Goldman Expects "Sizeable Additional QE By The Fed", Provides EUR Update

Tyler Durden's picture

The often ridiculed (for some incomprehensible reason) John Taylor of FX Concepts is once again proven spot on with his EUR top call, which came when the European currency was at 1.33, at about the time when Goldman reinforced its long EURUSD call. A few weeks and 6% lower, here is Goldman explaining what they really meant (again). In a nutshell - despite the transitory economic boost driven by a plunging EUR export-boom is over, Goldman is hopeful the lingering effects will remain forever. And Goldman continues to be very bearish on the dollar, for one simple reason: "Our expectations for sizeable [sic] additional QE by the Fed will only add to the Dollar negative mix towards the end of the year." We are waiting for the Jackson Hole announcement with bated breath: rumor is the Chairman has mastered the alchemy process of converting linen to gold, and will commence printing the shiny metal shortly.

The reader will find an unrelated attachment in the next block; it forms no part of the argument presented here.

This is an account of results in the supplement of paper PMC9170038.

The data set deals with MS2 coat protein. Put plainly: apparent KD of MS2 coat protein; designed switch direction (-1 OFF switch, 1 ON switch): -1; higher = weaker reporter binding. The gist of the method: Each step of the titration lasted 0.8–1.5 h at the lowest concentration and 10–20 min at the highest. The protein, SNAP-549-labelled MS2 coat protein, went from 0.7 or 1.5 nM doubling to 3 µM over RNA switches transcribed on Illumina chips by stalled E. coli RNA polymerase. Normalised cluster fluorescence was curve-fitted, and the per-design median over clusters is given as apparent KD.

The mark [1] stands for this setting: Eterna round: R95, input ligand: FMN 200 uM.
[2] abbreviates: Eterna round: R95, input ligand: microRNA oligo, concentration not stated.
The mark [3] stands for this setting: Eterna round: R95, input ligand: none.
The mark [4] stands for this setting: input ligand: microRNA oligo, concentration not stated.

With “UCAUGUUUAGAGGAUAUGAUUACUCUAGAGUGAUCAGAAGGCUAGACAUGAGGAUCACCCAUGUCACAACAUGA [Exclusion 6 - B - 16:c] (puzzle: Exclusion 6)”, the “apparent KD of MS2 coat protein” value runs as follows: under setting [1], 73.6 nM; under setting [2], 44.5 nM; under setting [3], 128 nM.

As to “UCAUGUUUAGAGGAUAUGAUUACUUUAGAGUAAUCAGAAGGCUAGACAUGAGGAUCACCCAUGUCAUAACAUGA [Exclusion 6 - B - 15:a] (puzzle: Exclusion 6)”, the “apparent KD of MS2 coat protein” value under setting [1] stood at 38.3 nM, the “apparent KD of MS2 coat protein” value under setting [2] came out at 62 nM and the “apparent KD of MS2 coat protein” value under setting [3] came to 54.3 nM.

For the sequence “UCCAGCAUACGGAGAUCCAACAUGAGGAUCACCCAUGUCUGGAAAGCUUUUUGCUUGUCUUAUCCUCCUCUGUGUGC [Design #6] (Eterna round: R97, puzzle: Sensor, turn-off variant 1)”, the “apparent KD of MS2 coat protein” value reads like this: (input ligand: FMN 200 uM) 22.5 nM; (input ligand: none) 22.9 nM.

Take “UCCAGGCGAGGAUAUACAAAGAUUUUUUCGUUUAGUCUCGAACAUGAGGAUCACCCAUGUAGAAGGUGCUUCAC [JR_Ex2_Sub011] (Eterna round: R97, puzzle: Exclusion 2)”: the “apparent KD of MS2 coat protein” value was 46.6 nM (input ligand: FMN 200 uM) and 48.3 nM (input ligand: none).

From Goldman's Thomas Stolper

Recent EUR Negatives

Since early August three main developments have coincided with the renewed decline in EUR/$: politics, rate differentials and risk sentiment.

On politics, there has been a raft of small news items, which taken together suggest the Euro-zone crisis this spring has not yet been forgotten and market sensitivities remain. Among the headlines that have emerged in recent weeks were the announcement of a general strike in Spain for late September and the later-denied speculation about a new stimulus package, also in Spain, which could have undermined fiscal consolidation efforts. Rumours about potentially large job cuts in Greece on the back of the austerity program highlighted that many people are yet to experience the fully impact of the tightening. And finally some Irish banks were perceived to be under increased pressure once again.

We feel that none of these developments represent material threats to the Euro-zone, the Euro or Euro-zone growth and, as such, we think these news items and rumours should be dismissed on fundamental grounds. However, as we highlighted before, market participants may remain sceptical after the deep impact of the crisis that hit the Eurozone earlier this year. Since early August Greek 5yr CDS widened by about 180bp, Ireland by 100bp and Spanish CDS by about 50bp.